Fixed income securities represent an asset class of securities offering investors defined cash flows and a specific time line for return of principal dollars invested. In general, specific characteristics define bonds as one of the most predictable asset classes and thus more conservative means to protect an investor's wealth and/or provide steady income. Still, there are risks and benefits associated with any investment which need to be understood in order to meet individual needs and investment suitability.
Professional advice and, in many cases, professional management, are key elements of successful financial planning. Although there is no assurance any investment strategy will be successful, our financial advisors assist investors in creating diversified fixed income portfolios designed to perform well in unpredictable market environments while addressing the investors' specific objectives for level of income and principal preservation.
Discussed below are considerations of benefits and risks associated with investing in fixed income securities. Additional information about these topics is available through many industry organizations such as: finra.org, emma.msrb.org, and investinginbonds.com. Asset allocation and diversification do not ensure a profit or protect against a loss. Investment suitability must be determined for each individual investor. Market prices of fixed income securities may be affected by several types of risk, including, but not limited to credit risk, interest rate risk, reinvestment risk, and liquidity risk. Investing involves risk and investors may incur a profit or loss.
Risks: All bonds are subject to risk. Risk could be considered as a financial measurement tool to help an investor optimize return expectations. No two investors have identical situations and therefore may have very different risk tolerance levels. Identifying this tolerance level is very important in order to protect one’s assets but also to prevent underachieving return on investment.
Credit Risk: In order to help investors assess the credit worthiness of an obligor, independent nationally recognized statistical organizations, also called rating agencies, offer appraisals of the financial stability of a particular issuer and its ability to pay income and return principal on an investment. Moody’s, S & P and Fitch are the better known rating agencies that assign a specific rating indicating the degree of risk an investor acquires by owning debt in a particular obligor’s name. Generally, bonds with a lower credit ranking indicate a higher potential for financial risk and will generally command a higher yield associated with an offering. Conversely, bonds with a higher credit ranking indicate less likelihood for financial difficulties and generally provide a lower yield to an investor. The absence of a rating may indicate that the issuer has not requested a rating evaluation, insufficient data exists on the issuer to derive a rating, or that a rating request was denied. Non-rated securities tend to be more speculative in nature and are less liquid. Raymond James trade confirmations, online accounts and monthly statements display only the ratings of those rating agencies to which Raymond James subscribes. For more information on ratings, please visit Moodys.com, Standardandpoors.com and fitchratings.com. Additionally, individual investors may request credit research reports from their advisors.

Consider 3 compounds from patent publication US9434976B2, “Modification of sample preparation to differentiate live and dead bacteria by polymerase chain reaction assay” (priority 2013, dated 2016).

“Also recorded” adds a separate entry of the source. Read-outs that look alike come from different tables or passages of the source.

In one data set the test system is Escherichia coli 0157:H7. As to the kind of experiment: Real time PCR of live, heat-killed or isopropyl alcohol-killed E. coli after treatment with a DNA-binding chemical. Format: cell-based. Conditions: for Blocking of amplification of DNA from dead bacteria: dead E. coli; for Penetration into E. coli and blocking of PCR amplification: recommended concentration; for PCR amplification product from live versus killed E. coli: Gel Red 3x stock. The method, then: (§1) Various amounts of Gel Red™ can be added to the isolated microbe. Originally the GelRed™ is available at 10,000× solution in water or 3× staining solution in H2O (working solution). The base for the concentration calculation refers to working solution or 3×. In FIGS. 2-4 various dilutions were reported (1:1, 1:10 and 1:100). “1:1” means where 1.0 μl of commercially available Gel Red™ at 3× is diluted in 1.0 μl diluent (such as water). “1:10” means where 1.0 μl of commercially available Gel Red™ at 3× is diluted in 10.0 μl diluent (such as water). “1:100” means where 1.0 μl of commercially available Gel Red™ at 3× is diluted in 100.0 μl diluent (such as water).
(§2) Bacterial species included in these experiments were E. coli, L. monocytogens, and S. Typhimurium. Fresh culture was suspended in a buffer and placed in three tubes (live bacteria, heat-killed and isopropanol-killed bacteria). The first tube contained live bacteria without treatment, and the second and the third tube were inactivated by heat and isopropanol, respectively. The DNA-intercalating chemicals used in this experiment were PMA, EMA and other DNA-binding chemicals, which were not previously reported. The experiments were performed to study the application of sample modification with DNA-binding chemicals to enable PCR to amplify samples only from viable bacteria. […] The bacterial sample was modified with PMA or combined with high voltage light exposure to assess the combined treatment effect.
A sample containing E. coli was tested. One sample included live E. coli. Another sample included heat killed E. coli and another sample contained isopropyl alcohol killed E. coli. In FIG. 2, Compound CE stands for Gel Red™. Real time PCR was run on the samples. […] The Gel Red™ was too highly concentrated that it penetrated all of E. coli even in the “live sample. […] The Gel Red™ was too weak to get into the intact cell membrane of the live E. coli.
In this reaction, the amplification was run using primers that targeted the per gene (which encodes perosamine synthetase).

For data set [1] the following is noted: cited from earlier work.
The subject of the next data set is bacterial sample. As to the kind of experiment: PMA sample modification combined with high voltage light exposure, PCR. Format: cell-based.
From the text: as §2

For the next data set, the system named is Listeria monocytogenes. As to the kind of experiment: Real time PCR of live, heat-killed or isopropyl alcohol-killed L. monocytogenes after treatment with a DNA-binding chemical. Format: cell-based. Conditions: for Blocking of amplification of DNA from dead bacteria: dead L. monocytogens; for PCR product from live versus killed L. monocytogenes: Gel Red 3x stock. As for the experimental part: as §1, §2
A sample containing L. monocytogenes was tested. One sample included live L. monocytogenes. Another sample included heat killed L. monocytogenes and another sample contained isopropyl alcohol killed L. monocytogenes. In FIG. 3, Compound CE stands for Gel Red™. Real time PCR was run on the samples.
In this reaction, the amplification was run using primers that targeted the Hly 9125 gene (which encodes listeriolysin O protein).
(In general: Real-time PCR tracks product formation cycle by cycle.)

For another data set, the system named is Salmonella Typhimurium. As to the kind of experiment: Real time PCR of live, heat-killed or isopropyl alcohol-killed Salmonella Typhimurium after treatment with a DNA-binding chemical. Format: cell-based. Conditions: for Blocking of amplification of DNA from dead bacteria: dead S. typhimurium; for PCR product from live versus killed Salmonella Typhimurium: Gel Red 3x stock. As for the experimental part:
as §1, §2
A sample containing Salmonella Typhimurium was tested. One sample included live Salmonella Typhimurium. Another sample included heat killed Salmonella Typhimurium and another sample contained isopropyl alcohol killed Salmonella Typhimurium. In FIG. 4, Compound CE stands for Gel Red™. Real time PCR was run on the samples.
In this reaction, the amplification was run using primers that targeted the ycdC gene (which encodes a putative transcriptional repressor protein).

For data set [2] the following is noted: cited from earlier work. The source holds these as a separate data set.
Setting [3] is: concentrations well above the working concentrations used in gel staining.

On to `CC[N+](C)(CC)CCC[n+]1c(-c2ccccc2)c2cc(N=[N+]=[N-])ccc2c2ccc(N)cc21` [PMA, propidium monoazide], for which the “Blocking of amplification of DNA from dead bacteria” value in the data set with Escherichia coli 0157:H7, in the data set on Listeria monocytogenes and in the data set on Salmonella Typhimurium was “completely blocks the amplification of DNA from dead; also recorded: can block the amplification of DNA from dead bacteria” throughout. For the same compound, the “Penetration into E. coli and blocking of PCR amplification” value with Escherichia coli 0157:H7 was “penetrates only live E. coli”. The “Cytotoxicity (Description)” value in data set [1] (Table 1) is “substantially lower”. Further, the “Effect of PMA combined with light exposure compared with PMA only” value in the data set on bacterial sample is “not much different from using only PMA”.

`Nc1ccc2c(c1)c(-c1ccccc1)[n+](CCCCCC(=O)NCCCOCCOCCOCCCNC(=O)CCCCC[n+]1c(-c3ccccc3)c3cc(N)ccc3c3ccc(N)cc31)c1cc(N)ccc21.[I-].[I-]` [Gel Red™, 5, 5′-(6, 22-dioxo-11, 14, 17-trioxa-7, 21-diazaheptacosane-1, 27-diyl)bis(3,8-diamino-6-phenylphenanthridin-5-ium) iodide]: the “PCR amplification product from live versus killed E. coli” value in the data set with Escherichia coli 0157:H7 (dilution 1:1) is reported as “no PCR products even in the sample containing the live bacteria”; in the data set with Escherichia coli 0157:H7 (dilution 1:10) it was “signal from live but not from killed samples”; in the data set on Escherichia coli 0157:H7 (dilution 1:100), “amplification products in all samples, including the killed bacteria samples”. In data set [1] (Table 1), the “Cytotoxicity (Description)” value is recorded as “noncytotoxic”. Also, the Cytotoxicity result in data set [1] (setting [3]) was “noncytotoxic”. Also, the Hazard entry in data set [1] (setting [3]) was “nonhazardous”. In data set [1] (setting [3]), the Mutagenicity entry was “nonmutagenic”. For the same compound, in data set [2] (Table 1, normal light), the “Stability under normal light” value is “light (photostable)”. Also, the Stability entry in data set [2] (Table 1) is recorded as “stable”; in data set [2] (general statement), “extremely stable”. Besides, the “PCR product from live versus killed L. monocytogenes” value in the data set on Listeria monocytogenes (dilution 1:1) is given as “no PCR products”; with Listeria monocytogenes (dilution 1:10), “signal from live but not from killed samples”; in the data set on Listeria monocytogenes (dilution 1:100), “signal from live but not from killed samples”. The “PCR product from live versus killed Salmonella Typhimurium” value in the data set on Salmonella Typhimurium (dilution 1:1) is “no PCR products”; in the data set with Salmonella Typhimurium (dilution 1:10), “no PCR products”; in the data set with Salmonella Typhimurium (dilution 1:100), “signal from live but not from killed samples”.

Although rating agencies assist in evaluating the creditworthiness of an issuer, ratings are not recommendations to buy, sell or hold a security, nor do ratings remove market risk. In addition, ratings are subject to review, revision, suspension, reduction or withdrawal at any time, and any of these changes in ratings may affect the current market value of your investment. A rating agency may also place an issuer under review or credit watch which may be another indicator of a future rating change.
Default Risk: This is an obligor’s inability to remain solvent and pay any outstanding debt obligations in a timely manner. Adverse changes in the creditworthiness of the issuer (whether or not reflected in changes to the issuer’s rating) can decrease the current market value and may result in a partial or total loss of an investment.
High-yield bonds, those rated below investment grade, are not suitable for all investors. The risk of default may increase due to changes in the issuer's credit quality. Price changes may occur due to changes in interest rates and the liquidity of the bond. When appropriate, these bonds should only comprise a modest portion of a portfolio.
If an issuer is liquidated, stakeholders with a higher priority claim to the issuer’s assets have the potential for a greater recovery than those with lower priority. Generally, priority is as follows: (1) secured debt, (2) unsecured debt, (3) unsecured subordinated debt, (4) junior subordinated debt and trust preferred securities, (5) traditional preferred stock, and (6) common stock. Should a company liquidate or become insolvent, there is no assurance that any holders will receive compensation, regardless of priority of claim.